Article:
Japanese Woodworking Tools – Where To Buy

Japanese Woodworking Tools – Where To Buy

maxresdefaultSo you’re thinking of trialing your hand at Japanese joinery and need to acquire some relevant and suitable tools. The key is to tread softly, softly, at the early onset of your new hobby; as the artisanal quality of Japanese tools can be very tempting and equally expensive. Instead of rushing out and spending big bucks on a large variety of sizes and styles of tool, instead it would be wise to acquire a select few tools that are moderately priced, affording you the opportunity to test the waters, before you buy that $1000 dollar set of chisels.


See below a list of recommended Japanese tools and sizes for a beginner:

  • A range of chisels or Nomi (3-5 different sizes, maybe 9,15, 30mm)
  • A fine hand saw (Double-tooth or Ryoba – 250mm length)
  • A fine block plane or Kan-na (50mm width)


In his book Japanese Woodworking Tools: Their Tradition, Spirit and Use Toshio Odate explains Shokunin, master Japanese craftsman, are taught that each stroke of the saw, each shaving of the plane and each cut of the chisel are vital, requiring great concentration because each mark is permanent. Thin kerf saws that cut on the pull stroke, laminated chisel blades engineered for superb sharpening and thoughtfully designed marking tools and hammers have been the hallmarks of Japanese woodworking tools for centuries. While many Japanese woodworking traditions remain elusive to the western world, their tools are available to enrich your path to becoming a master woodworker.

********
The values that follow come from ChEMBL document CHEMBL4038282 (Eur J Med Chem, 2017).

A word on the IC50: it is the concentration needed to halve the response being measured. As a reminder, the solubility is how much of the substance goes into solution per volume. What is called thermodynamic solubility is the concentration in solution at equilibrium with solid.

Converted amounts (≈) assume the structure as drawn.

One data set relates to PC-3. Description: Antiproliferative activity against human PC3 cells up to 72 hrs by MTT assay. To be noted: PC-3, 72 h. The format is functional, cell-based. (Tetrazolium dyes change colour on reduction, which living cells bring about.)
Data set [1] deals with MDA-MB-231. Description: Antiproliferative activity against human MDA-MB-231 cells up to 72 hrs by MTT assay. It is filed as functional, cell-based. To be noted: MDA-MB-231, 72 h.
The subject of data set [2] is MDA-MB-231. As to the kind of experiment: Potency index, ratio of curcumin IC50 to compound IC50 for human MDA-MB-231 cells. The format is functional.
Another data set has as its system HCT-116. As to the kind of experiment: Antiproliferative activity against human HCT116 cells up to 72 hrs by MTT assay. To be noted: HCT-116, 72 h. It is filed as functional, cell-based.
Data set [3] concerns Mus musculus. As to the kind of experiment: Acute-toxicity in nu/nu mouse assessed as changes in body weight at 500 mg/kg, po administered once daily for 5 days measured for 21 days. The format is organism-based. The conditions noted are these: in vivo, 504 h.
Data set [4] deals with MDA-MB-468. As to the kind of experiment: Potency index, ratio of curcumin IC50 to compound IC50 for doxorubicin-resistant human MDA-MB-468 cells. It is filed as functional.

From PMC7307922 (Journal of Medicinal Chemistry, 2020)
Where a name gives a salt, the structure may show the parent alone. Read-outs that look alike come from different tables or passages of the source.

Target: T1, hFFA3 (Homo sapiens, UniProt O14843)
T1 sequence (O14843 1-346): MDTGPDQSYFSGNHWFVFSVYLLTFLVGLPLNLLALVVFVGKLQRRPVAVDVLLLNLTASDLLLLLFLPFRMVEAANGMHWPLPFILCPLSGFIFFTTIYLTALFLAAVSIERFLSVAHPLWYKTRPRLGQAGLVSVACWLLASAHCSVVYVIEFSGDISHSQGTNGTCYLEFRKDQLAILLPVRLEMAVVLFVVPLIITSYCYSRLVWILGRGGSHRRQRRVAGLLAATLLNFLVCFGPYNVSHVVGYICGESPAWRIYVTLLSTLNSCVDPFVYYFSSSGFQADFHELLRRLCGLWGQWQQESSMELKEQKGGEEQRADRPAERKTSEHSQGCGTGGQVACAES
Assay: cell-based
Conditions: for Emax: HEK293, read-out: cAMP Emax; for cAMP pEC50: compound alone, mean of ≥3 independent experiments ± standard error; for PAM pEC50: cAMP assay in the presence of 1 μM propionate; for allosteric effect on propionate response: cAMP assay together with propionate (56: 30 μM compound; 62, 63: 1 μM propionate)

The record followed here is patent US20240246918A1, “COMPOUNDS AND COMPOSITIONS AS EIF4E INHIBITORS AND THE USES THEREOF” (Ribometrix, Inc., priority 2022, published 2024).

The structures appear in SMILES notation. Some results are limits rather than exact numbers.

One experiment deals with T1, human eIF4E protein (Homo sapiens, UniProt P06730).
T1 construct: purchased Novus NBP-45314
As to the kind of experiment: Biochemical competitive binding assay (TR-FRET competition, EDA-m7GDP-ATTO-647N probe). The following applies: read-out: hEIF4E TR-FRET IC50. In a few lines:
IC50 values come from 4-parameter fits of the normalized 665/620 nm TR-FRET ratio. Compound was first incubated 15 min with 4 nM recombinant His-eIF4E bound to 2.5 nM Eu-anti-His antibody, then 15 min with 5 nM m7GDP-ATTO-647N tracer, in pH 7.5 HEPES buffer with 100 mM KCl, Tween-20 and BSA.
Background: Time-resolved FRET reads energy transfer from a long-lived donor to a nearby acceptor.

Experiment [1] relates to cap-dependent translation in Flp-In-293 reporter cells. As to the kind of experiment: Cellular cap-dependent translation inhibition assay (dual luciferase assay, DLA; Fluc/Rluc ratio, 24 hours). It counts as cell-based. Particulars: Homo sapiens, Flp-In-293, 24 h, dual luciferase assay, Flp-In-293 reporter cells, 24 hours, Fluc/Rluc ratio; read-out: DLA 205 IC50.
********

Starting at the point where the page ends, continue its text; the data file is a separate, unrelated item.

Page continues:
Listed is a growing compilation of resources to help you find your tools. In Australia the options to source Japanese woodworking tools isn’t huge, but there is a couple of retailers who do specialise in and subsequently present a nice range of Japanese style chisels and planes;


Australian Japanese tool sellers:


Stockists of general woodworking tools do and will surprise you, the following (who, I’m sure you might have heard of before) have a small selection Japanese tools mixed in with their large assortment of western style woodworking tools:


Of course if you’ve got the time to do some research, time to wait for shipping and a little extra cash in your pocket to pay for shipping. Online international retailing … has changed the face of the Australian Retail Trade division, representing a paradigm shift in the way consumers make transactions… which applies to Japanese tools too.


International online resources:

This is a growing resource for furniture makers and woodworkers. If you have experiences (positive or negative) with these retailers of woodworking tools or experiences with the tools themselves, leave your comments below. Similarly if you feel I have neglected an important resource, let me know in a comment below or via email and I will add it to the list, for all to view.



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